Studying for the MCAT: Day 16

Just over two weeks into studying for the MCAT and I’m just a bit more than a week behind.  Part of that is because I was on the road for 7 days and got almost nothing done at all while I was gone.  The other part of it is that reviewing these passages from the Berkeley Review takes forever.  Half the time, the passage asks about material that isn’t in the passage or the content review and is well beyond the scope of anything that’s presented in freshman biology.  When I read the solutions, it will simply rattle off a fact that I have to look up in a physiology or biochemistry textbook.  I worked about 9 passages from the BR on Friday and it took me almost 8 hours to review them yesterday.  Seriously – did I just not get the memo that biochemistry, genetics, and cell bio were covered by this exam?

I have no idea what the hell I’m doing wrong – I’m a week behind after only two weeks.  I did a passage this afternoon on nicotinamide and vitamin B12 and missed every single problem.  Did I take the wrong biology class last year?

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15 Responses

  1. You absolutely did not. I kept going on the bio track a bit, taking biochemistry and molecular biology in an effort to boost my BCPM GPA and prove that I was just a dumb 17-year old in Orgo I when I get a C, and it was a fluke.

    Basic biology (human + freshmen) will cover you 100% for the discrete questions. MCAT passages are designed to throw you off and see how well you are at reasoning on that passage (at least my 6/16 MCAT was like that, a lot of others reported the same). The passage questions tend to be: “answer this based on analysis on passage” or “this passage is esoteric, let the question stem tie it into your basic knowledge”.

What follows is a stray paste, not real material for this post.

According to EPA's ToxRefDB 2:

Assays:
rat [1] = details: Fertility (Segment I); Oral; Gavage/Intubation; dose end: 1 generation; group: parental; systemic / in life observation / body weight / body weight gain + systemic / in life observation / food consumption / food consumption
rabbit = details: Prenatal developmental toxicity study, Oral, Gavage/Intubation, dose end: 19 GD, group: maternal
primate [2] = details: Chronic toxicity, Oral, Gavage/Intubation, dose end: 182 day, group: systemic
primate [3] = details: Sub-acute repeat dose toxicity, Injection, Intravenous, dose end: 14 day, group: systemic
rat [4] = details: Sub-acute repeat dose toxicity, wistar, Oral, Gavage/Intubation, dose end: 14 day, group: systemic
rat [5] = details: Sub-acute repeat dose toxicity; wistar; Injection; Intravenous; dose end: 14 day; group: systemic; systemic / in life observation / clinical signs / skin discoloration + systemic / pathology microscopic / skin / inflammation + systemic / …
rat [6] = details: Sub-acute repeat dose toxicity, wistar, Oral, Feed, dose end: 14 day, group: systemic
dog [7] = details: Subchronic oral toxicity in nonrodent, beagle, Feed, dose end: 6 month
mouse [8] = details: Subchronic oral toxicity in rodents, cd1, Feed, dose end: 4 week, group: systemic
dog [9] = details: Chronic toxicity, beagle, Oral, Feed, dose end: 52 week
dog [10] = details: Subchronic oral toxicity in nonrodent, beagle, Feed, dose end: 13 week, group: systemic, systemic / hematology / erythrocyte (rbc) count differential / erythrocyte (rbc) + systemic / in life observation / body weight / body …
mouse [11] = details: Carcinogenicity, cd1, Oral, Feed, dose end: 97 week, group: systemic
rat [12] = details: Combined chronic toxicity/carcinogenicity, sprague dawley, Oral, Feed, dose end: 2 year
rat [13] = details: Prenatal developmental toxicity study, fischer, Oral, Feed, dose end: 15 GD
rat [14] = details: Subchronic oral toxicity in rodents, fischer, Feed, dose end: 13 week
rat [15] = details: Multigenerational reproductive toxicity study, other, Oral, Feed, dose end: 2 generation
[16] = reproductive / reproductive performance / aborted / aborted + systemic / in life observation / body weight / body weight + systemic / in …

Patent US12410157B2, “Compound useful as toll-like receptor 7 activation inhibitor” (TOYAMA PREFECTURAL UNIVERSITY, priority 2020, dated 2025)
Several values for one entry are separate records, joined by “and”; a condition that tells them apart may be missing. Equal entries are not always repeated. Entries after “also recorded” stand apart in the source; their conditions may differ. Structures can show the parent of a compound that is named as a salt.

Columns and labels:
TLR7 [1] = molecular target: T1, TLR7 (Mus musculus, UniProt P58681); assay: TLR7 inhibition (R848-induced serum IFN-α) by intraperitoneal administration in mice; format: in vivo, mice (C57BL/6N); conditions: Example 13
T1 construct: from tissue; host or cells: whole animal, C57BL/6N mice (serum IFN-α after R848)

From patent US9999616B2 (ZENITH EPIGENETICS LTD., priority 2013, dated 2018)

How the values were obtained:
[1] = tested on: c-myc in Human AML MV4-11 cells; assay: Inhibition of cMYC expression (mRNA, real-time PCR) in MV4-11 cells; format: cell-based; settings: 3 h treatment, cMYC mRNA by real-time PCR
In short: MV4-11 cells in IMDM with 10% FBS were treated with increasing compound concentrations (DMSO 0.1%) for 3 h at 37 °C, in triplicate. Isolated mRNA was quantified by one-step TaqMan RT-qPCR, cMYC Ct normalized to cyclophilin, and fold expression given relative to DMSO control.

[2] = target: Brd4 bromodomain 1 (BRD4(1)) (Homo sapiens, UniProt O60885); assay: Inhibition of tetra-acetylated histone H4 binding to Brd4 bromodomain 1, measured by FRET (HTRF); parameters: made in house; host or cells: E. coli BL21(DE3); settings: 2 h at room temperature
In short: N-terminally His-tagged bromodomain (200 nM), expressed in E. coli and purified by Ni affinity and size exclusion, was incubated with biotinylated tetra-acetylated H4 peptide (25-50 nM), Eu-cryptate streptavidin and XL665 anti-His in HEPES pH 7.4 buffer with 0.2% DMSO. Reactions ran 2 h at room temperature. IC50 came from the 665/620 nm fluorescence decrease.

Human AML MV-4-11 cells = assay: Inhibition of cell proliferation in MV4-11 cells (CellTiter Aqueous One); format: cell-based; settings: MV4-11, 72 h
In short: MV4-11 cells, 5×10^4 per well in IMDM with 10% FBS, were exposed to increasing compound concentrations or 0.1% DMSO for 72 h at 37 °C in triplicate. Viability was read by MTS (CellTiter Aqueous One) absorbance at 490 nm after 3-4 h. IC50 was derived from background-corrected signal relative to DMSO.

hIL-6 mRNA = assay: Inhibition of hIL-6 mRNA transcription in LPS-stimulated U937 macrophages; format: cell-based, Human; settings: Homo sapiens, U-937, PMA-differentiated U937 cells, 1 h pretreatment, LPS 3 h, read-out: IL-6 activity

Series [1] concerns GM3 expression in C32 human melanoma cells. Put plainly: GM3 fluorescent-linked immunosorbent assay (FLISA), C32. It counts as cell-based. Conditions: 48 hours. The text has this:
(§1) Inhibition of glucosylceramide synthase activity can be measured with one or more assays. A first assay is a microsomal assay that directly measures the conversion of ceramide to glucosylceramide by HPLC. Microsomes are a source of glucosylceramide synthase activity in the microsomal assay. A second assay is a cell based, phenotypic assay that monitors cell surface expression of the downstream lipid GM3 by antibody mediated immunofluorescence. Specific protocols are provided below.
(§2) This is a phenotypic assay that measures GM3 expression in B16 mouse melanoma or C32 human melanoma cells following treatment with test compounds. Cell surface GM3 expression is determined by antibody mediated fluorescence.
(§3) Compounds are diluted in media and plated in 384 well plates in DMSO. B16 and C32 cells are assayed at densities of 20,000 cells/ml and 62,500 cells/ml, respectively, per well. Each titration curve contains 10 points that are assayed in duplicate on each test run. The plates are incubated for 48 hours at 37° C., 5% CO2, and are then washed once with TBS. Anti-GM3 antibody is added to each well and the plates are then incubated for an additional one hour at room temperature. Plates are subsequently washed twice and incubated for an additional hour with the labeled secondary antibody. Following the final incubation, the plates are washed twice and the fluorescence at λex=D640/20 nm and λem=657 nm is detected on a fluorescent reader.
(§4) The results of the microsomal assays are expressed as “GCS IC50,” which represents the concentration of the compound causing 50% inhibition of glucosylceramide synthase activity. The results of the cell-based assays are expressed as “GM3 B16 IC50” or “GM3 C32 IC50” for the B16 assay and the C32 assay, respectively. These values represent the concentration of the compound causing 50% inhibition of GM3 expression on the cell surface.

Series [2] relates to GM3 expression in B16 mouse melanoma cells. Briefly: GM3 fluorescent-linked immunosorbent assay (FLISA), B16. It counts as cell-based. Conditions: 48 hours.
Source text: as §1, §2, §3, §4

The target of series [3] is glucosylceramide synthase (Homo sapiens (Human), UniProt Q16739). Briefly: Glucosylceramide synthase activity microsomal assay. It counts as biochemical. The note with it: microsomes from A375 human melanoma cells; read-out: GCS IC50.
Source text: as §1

I mean, genetics and cellular biology are on the test, yes, but at very simple levels. (Hardy-Weinburg, Punnett, etc.).

    • Maybe I’m just getting the wrong impression (I admit to reading SDN a little too much lately) but it feels like I have to have a year of upper division coursework to see the material that’s going to be covered on the exam. The practice passages I’ve been going through have required a lot of background knowledge that I don’t have.

  2. Biochem, genetics and cell biology are all very much covered in the exam. Not in the intensive level that a full course would give you though. So it depends on how thorough and good was your basic biology course. A very well taught one will have you be very well prepared, a poor one will leave you utterly unprepared. The problem is that a lot of basic biology courses focus a ton on evolution, taxonomy and plant biology, none of which I remember being on any of the exams I took. A year of upper division certainly helps a ton, but isn’t necessary. I would actually recommend a basic human physiology course, that will cover a lot of the material (including some of the genetics and cell biology) that is in the biology section.

    • My intro biology course was pretty good – definitely focused on fundamentals and understanding over memorization. The second semester, which ostensibly was to include all the physiology, was beyond terrible. So, when I get to the physiology section, I suspect that I’ll have a lot more work cut out for me. But I suppose that part of the utility of exam review books is that they focus on the important stuff rather than all the trivia.